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end SARS

The End SARS movement is currently a huge effort in Nigeria. It began in 1992 when the Special Anti-Robbery Squad, or SARS was founded in Lagos, Nigeria. By 2002, it had spread to all of the country’s states and became one of the fourteen units under the Nigerian Police. It was allowed arrest, investigation, and prosecution of suspected violent criminals. In 2016, Amnesty International visited a SARS detention center and witnessed inhumane things occurring. These events included, but are not limited to, hanging, starvation, beatings, and shootings.

In early 2017, Osas Osaretin was on his way to a grocery store when he was stopped, hit, and arrested by SARS, accusing him of being a cybercriminal. Sadly, these cases are normally more brutal, ending in death for a lot of the accused. This sparked a nation-wide protest movement in Nigeria, known as End SARS. Many more occurrences of brutality came to light as people started to share their stories. The vice president and, at the time, acting president, Yemi Osinbajo, started an investigation and promised justice but nothing has come out of it, to this day.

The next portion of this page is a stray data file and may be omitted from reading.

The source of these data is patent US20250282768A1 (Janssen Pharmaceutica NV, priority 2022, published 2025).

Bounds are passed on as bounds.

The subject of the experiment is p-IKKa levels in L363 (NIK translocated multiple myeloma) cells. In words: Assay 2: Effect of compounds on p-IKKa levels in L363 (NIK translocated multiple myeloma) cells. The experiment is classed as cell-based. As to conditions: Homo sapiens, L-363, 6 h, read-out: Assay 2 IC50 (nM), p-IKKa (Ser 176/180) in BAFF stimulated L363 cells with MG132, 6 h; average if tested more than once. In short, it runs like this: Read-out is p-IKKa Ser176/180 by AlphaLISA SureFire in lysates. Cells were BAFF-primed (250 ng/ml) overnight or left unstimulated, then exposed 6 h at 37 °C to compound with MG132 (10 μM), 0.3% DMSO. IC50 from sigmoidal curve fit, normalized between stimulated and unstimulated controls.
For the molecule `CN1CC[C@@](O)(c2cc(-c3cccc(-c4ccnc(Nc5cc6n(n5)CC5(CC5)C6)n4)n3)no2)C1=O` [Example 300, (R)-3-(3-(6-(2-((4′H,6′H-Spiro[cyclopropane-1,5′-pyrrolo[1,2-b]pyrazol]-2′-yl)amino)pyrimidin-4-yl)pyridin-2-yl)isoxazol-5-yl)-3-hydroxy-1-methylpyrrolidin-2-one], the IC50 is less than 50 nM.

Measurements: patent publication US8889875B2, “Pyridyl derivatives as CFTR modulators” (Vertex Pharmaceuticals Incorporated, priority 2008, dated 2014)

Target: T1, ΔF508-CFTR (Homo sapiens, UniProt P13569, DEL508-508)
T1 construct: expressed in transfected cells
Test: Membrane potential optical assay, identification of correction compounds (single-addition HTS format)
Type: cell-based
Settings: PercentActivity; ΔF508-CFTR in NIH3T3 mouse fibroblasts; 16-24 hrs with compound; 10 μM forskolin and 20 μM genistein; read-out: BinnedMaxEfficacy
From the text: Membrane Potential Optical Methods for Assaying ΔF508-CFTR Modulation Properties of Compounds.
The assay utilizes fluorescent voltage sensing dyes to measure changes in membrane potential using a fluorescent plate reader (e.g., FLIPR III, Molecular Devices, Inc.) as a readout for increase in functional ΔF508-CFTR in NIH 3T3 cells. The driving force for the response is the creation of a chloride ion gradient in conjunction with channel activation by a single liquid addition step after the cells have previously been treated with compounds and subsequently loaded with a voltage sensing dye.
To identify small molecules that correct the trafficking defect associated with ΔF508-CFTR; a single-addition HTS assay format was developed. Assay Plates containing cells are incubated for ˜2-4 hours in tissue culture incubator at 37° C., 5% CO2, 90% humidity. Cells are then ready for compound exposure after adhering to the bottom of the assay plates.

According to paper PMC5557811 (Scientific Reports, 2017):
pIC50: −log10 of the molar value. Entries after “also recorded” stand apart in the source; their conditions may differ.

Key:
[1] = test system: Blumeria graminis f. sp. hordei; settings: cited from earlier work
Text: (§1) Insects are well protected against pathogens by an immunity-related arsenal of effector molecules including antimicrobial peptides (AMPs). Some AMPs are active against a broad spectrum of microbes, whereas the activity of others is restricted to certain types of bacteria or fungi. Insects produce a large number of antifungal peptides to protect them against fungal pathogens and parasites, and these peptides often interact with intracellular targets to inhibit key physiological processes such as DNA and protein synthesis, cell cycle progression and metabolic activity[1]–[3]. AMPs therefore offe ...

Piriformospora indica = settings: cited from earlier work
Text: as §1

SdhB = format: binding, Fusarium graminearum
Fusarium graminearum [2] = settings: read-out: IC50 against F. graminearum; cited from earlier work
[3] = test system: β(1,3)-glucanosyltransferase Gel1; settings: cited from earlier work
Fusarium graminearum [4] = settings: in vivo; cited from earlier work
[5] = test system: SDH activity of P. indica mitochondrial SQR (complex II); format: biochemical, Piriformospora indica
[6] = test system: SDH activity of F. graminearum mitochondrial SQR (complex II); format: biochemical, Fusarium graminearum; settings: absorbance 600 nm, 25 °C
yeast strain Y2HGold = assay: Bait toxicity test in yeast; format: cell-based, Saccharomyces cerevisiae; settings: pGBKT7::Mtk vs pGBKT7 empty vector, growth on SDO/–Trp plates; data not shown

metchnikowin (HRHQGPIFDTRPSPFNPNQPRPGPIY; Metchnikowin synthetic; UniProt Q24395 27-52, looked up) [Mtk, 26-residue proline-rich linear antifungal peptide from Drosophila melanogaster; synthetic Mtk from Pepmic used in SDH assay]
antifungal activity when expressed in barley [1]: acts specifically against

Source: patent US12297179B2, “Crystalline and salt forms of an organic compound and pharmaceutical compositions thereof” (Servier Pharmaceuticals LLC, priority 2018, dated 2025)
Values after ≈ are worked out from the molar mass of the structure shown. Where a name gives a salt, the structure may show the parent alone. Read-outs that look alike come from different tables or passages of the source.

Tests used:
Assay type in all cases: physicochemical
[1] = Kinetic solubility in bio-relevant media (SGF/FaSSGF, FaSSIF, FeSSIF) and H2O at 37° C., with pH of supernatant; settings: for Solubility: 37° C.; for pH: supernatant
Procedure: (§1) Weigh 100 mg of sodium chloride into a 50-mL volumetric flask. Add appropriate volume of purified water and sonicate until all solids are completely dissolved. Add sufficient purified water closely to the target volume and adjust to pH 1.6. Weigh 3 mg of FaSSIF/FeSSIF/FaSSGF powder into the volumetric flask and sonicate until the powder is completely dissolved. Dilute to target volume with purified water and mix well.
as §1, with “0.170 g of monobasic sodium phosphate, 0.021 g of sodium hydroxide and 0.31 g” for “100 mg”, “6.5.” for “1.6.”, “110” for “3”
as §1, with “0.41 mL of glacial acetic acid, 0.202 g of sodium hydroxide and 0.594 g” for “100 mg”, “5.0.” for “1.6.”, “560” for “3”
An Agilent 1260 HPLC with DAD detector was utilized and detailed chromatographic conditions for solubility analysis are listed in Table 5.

SARS brutality continued and protests still take place every day in Nigeria. On October 3, 2020, a viral video showing SARS officers killing a young man was posted on social media. Five days later, the number of people at the protests reached an all time high as people aimed to avenge the young man’s death. On October 20, 2020, several protesters were shot and killed, and a national curfew was put in place. Brutality of the SARS police unit in Nigeria is an issue that needs to be stopped. Stick up for what you believe in and make your voice heard!


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New York Times November 13th: Nigeria Goes Offensive on Protests
The Guardian November 13th: Nigeria Sees Protestors as Terrorists
BBC October 23rd: How the End SARS Protests Have Changed Nigeria